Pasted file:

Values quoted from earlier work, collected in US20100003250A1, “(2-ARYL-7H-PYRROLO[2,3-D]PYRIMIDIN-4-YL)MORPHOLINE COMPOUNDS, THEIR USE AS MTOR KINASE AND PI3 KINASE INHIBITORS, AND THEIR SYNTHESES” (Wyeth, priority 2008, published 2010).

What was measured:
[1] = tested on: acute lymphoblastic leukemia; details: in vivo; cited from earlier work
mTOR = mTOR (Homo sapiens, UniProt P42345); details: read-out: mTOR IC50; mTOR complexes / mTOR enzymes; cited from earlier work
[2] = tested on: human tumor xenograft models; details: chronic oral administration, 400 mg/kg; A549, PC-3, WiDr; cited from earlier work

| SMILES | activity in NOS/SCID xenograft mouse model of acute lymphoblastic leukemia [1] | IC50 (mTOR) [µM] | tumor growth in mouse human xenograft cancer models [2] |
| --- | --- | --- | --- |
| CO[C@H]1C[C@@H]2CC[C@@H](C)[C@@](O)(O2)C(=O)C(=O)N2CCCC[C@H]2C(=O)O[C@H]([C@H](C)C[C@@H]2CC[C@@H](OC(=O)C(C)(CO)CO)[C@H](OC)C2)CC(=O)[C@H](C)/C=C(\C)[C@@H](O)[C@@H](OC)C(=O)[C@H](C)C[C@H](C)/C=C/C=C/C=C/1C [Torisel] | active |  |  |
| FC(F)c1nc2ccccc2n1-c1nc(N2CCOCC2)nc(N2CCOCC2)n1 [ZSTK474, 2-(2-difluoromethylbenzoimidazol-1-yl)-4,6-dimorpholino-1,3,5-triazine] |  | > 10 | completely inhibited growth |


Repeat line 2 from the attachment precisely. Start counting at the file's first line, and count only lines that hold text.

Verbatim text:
What was measured: